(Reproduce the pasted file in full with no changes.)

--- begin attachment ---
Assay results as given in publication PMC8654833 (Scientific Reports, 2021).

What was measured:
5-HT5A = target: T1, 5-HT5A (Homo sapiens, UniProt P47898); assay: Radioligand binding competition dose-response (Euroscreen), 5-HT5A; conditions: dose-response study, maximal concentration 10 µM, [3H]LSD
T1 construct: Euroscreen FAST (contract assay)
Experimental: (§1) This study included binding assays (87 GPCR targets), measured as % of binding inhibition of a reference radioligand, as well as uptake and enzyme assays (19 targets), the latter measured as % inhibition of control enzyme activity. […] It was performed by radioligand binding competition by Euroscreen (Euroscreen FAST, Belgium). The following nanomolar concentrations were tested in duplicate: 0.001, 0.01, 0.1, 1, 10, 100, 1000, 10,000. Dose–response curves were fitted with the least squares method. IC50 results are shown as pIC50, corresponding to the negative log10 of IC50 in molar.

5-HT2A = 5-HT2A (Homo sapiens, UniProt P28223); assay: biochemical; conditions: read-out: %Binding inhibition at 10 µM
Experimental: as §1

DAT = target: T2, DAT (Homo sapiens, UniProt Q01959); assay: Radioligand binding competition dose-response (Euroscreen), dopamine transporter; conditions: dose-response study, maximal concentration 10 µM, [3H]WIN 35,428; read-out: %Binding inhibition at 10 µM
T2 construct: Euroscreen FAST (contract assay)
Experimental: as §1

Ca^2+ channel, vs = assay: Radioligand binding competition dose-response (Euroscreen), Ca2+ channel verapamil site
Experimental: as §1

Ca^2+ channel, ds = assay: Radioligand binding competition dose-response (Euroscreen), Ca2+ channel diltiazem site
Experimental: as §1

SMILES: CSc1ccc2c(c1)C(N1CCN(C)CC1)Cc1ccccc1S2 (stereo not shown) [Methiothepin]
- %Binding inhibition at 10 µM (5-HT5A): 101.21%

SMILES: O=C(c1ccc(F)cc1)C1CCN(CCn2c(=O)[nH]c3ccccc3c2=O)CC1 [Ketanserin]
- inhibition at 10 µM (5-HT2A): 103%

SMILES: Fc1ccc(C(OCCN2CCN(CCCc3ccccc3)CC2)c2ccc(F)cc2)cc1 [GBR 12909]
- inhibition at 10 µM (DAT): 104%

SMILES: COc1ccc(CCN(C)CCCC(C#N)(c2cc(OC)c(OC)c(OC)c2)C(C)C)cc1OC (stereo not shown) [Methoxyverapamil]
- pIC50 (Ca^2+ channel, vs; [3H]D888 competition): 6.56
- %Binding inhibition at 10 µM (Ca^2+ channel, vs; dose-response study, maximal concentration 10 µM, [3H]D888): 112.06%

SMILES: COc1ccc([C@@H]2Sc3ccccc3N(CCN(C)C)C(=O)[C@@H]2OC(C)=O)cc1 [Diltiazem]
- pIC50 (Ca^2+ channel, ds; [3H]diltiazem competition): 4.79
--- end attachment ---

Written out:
Assay results as given in publication PMC8654833 (Scientific Reports, 2021).

What was measured:
5-HT5A = target: T1, 5-HT5A (Homo sapiens, UniProt P47898); assay: Radioligand binding competition dose-response (Euroscreen), 5-HT5A; conditions: dose-response study, maximal concentration 10 µM, [3H]LSD
T1 construct: Euroscreen FAST (contract assay)
Experimental: (§1) This study included binding assays (87 GPCR targets), measured as % of binding inhibition of a reference radioligand, as well as uptake and enzyme assays (19 targets), the latter measured as % inhibition of control enzyme activity. […] It was performed by radioligand binding competition by Euroscreen (Euroscreen FAST, Belgium). The following nanomolar concentrations were tested in duplicate: 0.001, 0.01, 0.1, 1, 10, 100, 1000, 10,000. Dose–response curves were fitted with the least squares method. IC50 results are shown as pIC50, corresponding to the negative log10 of IC50 in molar.

5-HT2A = 5-HT2A (Homo sapiens, UniProt P28223); assay: biochemical; conditions: read-out: %Binding inhibition at 10 µM
Experimental: as §1

DAT = target: T2, DAT (Homo sapiens, UniProt Q01959); assay: Radioligand binding competition dose-response (Euroscreen), dopamine transporter; conditions: dose-response study, maximal concentration 10 µM, [3H]WIN 35,428; read-out: %Binding inhibition at 10 µM
T2 construct: Euroscreen FAST (contract assay)
Experimental: as §1

Ca^2+ channel, vs = assay: Radioligand binding competition dose-response (Euroscreen), Ca2+ channel verapamil site
Experimental: as §1

Ca^2+ channel, ds = assay: Radioligand binding competition dose-response (Euroscreen), Ca2+ channel diltiazem site
Experimental: as §1

SMILES: CSc1ccc2c(c1)C(N1CCN(C)CC1)Cc1ccccc1S2 (stereo not shown) [Methiothepin]
- %Binding inhibition at 10 µM (5-HT5A): 101.21%

SMILES: O=C(c1ccc(F)cc1)C1CCN(CCn2c(=O)[nH]c3ccccc3c2=O)CC1 [Ketanserin]
- inhibition at 10 µM (5-HT2A): 103%

SMILES: Fc1ccc(C(OCCN2CCN(CCCc3ccccc3)CC2)c2ccc(F)cc2)cc1 [GBR 12909]
- inhibition at 10 µM (DAT): 104%

SMILES: COc1ccc(CCN(C)CCCC(C#N)(c2cc(OC)c(OC)c(OC)c2)C(C)C)cc1OC (stereo not shown) [Methoxyverapamil]
- pIC50 (Ca^2+ channel, vs; [3H]D888 competition): 6.56
- %Binding inhibition at 10 µM (Ca^2+ channel, vs; dose-response study, maximal concentration 10 µM, [3H]D888): 112.06%

SMILES: COc1ccc([C@@H]2Sc3ccccc3N(CCN(C)C)C(=O)[C@@H]2OC(C)=O)cc1 [Diltiazem]
- pIC50 (Ca^2+ channel, ds; [3H]diltiazem competition): 4.79